So I chose to publish the draft, finally, after all this time. I did it because it’s both an ending and a beginning – part of a story years in the making, a lifetime really. And it’s important, because when I wrote it I didn’t believe what I’d been told was going on. I didn’t believe that I’d lose so much, that my daughter would make a choice that she should never have had to make and walk out of my life altogether. So no, I’m not much wiser now, just older. I have learned to shift the focus of my life to myself, being the best person I can be, living the life I want and need to live, giving back whenever I can. I’ve shifted the focus from blame to acceptance, of myself and others. I’ve learned to practice, every single day, gratitude, love, patience. It’s practice, never perfection. But it’s the direction I chose years ago, and while yes, I do look back, cry, sink and rise again, my feet haven’t changed direction in all this time.

My life is so amazingly full now. I’m grateful each and every day, even on the really bad ones. And there are bad ones of course. Practice, never perfection. I believe in my self, and in my heart, and my intentions. I’ve forgiven myself and all the other players. Well, I practice that too. Someday, I hope, and there’s always always hope, that I will see another of Sarah’s smiles.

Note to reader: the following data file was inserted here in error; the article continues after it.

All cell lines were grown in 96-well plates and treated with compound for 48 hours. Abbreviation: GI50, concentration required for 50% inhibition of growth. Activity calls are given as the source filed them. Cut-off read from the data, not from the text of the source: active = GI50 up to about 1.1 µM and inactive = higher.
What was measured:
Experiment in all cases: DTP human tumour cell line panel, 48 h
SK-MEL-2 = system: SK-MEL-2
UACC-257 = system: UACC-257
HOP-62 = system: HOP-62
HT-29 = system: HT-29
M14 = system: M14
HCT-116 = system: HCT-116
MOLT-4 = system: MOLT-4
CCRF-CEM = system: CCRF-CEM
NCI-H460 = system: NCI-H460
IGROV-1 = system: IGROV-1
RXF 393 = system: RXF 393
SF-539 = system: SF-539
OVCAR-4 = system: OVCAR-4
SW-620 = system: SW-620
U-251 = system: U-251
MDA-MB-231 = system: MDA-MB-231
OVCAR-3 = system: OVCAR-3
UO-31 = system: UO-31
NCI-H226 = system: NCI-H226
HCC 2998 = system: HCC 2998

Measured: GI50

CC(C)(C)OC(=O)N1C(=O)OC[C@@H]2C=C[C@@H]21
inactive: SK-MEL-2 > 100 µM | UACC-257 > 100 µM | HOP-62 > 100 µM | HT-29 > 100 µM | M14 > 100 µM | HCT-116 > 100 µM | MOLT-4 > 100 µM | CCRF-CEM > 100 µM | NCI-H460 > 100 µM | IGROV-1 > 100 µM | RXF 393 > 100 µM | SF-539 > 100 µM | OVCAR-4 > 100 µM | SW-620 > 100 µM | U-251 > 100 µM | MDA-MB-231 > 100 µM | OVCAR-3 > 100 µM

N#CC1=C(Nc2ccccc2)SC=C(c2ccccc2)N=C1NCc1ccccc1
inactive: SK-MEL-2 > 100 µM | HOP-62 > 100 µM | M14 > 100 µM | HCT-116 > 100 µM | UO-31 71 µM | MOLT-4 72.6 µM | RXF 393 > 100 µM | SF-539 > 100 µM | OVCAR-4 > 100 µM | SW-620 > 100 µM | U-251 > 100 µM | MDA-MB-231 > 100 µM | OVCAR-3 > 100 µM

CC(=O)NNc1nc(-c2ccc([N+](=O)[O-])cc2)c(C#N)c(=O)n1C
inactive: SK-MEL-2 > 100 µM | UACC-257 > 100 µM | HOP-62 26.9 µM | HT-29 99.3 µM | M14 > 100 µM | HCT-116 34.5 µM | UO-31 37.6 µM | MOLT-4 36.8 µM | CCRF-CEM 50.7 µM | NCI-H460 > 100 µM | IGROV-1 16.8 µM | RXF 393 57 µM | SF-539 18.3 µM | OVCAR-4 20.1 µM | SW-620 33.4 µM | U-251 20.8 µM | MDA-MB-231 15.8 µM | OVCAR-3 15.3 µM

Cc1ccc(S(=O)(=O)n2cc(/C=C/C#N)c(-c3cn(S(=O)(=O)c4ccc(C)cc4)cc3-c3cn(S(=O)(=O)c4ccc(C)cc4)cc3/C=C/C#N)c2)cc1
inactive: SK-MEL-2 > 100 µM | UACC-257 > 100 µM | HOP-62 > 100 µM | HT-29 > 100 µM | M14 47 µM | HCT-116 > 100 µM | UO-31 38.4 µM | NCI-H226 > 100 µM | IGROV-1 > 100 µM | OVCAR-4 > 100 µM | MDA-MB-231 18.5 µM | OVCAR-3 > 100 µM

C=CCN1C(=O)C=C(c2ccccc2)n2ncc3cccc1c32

The agony of defeat…


Yesterday, after vowing to fight to the end, I let someone “win” a battle that hopefully ends any more chances for war. I backed down, rolled over, caved. I chose to lose. And after a good night’s drinking and wallowing, I woke up to the gorgeous NC sunshine (it’s been a grey week, so this is lovely!), to life going on as usual, to the same old struggles and a couple of new ones, but I know there’s a path through it all.

Yesterday I’d have told you I was defeated and in agony. But like I said, the thing is I CHOSE to lose. I chose not to fight a battle that I felt strongly I could WIN, because, simply, the costs would have been too high. Yesterday I’d have told you it was the same old story, me trying to stand for something and then caving in. Me drawing a line in the sand and then backing down, again. I beat myself up yesterday, and I cried, and I mourned for all the therapy co-pays I’ve spent, because it felt so much like failure on the biggest of all scales. But then I said something to my husband that made me realize an important truth. I said “Fighting would’ve been easier than giving up.”